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O’ Neal mentions in his portfolio that he’s a self-made success, and chose the entrepreneurial path to being his own boss. I’ve found that many designers share common feelings towards starting their own business, but often fear failure or the risks involved. Regardless of your choice of career path, I think O’ Neal shares some wisdom for everyone.

O’ Neal seems to have found his niche for design. His ability to use design to simplify complex mechanics and structures is incredibly useful, and valuable, and he highlights it.   If you’re planning on starting a design company, then to get business you will have to communicate the value of your work, and the same goes if your looking to get hired for a company or freelance.  For a young professional designer I found two major takeaways.

  • Educate clients on the value of design, and it’s purpose for educating the public.
  • Find a niche that works with your strengths and style, and highlight that work to increase it’s value.

3 Creative Design Sites to Keep Your Art Fresh

In the world of each artist there is something that exists which I refer to as “The Wall.”  At a certain point, we all find ourselves mindlessly staring at our work, and asking what to do next?  In times like these I’ve found it’s helpful to turn to outside sources for some new inspiration and challenge.  This post will discuss three blogs that I’ve found that provide inspiration and keep my designs from getting stale.

Abduzeedo:

Abduzeedo has two basic benefits: inspirational material, and tutorials.  But they cover an immense amount of content, across all types of art and design.  The various collections on the site provide an immense amount of inspirational material for readers.  For designers looking to add some handy skills to their resume, they offer tutorials in Photoshop, Illustrator, and several other software programs.

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Additionally the site has links to interviews with artists active in the world of design.  They post news articles relevant to design and designers, everything from web design awards to book reviews.  Abduzeedo also publishes lists of weekly top sites to keep readers aware of what their peers are producing.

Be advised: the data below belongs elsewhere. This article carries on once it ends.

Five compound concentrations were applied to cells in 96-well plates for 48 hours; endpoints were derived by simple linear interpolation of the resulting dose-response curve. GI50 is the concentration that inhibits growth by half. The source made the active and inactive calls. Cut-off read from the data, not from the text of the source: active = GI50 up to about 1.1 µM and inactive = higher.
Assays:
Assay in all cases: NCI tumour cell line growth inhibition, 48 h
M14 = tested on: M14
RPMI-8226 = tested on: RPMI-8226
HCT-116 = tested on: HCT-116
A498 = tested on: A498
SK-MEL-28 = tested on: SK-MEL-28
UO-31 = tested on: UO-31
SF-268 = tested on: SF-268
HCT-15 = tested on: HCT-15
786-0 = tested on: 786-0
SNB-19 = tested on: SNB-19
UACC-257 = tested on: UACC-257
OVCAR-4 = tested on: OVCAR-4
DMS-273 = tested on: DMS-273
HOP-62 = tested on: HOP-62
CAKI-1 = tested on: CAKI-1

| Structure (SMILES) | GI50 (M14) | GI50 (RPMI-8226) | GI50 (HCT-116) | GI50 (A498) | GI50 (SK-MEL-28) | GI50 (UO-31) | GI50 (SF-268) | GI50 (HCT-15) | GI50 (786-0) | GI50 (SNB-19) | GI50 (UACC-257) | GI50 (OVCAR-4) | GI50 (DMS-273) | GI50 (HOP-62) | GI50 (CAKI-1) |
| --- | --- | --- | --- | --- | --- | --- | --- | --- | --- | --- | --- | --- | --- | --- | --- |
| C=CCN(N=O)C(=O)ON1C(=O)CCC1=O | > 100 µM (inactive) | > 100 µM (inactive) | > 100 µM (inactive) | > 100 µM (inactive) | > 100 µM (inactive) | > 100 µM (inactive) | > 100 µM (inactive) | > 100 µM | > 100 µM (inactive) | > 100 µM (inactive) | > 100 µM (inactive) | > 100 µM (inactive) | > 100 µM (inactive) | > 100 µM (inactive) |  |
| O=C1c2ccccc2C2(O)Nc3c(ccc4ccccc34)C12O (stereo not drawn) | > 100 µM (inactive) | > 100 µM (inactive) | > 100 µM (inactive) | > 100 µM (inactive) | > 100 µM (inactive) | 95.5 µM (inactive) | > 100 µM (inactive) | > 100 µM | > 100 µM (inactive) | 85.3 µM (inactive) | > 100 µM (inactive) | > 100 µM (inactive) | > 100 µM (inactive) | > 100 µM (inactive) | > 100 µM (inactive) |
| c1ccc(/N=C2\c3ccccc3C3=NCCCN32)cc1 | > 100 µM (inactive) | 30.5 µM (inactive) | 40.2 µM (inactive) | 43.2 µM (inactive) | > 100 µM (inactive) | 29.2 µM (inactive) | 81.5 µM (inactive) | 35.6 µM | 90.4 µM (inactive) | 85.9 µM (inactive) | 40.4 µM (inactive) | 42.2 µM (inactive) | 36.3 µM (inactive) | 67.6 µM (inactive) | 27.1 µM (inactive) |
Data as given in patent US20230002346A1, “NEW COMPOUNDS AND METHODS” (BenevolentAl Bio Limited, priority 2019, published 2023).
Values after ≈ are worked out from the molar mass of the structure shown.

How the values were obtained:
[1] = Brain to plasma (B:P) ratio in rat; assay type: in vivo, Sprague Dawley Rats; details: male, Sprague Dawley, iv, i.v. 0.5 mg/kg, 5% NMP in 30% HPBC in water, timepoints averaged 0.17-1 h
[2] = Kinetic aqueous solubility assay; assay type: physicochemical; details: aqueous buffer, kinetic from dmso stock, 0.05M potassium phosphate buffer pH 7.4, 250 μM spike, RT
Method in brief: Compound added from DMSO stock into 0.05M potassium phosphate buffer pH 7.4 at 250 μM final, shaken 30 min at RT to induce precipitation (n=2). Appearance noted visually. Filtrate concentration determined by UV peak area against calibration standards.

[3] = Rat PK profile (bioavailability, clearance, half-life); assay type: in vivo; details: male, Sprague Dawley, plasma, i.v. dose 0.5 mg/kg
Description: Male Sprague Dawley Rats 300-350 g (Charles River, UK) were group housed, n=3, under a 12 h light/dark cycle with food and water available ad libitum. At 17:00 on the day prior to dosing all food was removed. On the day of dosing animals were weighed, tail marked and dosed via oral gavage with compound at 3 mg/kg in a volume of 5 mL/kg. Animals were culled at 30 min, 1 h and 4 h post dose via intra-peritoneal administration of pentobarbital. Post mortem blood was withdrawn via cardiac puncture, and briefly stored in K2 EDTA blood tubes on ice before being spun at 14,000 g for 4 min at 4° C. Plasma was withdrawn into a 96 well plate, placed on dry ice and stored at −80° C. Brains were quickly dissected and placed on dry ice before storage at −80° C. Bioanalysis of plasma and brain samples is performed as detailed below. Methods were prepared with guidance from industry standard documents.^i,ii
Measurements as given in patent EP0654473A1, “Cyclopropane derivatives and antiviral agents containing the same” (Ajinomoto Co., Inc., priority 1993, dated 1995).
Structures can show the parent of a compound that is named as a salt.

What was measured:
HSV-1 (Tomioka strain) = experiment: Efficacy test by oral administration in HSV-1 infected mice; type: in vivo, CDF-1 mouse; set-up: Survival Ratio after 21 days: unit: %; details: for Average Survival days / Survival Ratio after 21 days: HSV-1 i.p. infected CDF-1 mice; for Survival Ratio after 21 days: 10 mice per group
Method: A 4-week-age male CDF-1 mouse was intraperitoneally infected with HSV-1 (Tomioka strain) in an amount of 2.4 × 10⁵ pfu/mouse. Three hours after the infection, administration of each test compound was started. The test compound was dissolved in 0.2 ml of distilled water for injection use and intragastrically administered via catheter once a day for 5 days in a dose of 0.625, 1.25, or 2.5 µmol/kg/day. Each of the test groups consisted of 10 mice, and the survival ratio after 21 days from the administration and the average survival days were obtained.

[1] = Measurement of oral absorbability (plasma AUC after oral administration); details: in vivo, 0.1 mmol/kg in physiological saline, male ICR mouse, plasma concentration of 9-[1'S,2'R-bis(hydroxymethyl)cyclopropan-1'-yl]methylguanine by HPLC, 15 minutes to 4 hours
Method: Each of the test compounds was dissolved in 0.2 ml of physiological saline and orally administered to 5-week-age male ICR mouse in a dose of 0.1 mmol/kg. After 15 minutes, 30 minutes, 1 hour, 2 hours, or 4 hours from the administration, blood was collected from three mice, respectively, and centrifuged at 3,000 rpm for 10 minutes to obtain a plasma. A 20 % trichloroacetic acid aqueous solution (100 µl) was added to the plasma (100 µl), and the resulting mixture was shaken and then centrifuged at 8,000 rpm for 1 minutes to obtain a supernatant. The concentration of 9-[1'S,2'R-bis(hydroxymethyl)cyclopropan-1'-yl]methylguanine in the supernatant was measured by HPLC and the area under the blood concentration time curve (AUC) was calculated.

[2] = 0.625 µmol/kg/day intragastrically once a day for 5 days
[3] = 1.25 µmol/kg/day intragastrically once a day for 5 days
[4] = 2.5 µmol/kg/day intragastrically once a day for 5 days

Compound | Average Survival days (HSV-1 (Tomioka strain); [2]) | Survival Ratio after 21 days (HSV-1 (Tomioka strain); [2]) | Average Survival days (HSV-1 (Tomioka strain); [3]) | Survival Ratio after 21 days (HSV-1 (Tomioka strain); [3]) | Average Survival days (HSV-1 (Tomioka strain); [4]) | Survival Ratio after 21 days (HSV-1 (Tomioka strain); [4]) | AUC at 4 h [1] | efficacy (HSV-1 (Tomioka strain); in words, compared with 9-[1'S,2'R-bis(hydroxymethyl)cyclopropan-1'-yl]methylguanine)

Wallpaper*:

The blog Wallpaper* is an interesting site to browse around.  Really it’s more of a culture blog with a design trend, but none the less its a great place to go for some mental refreshing.  They do offer an entire section dedicated to design, but not limited to graphic or web design.  There are tabs for art, travel, fashion, lifestyle, and jewelry as well.

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This site should be considered more for its use as a mental relief.  I find that when I get stuck in a project, it’s less often due to lack of know-how and more often due to dissatisfaction with the direction the piece is taking, or simple lack of inspirational ideas. By taking the time to look through news across fields of design and art, you can give your mind a breather and possibly come across an element of design you can use.

Cool Hunting:

The last blog I want to discuss is Cool Hunting.  Which is, by the way, very cool.  The main reason this site makes the list is just because of how fun it is to navigate.  The layout and interface of Cool Hunting is really an impressive piece of web design on it’s own.  Most of the content on Cool Hunting is links to external articles, but they offer material on everything you could imagine.  Scrolling down the page I see headlines for videos discussing threads from Sri Lanka, Nordic Skiing, and tips for traveling the world cheaply and uniquely.

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Whether or not you find an article to inspire you towards completion, Cool Hunting offers some seriously interesting stuff.  If you need some ideas as to setting up your own site, go play around on Cool Hunting and see how they’ve laid out their sections and the search menu.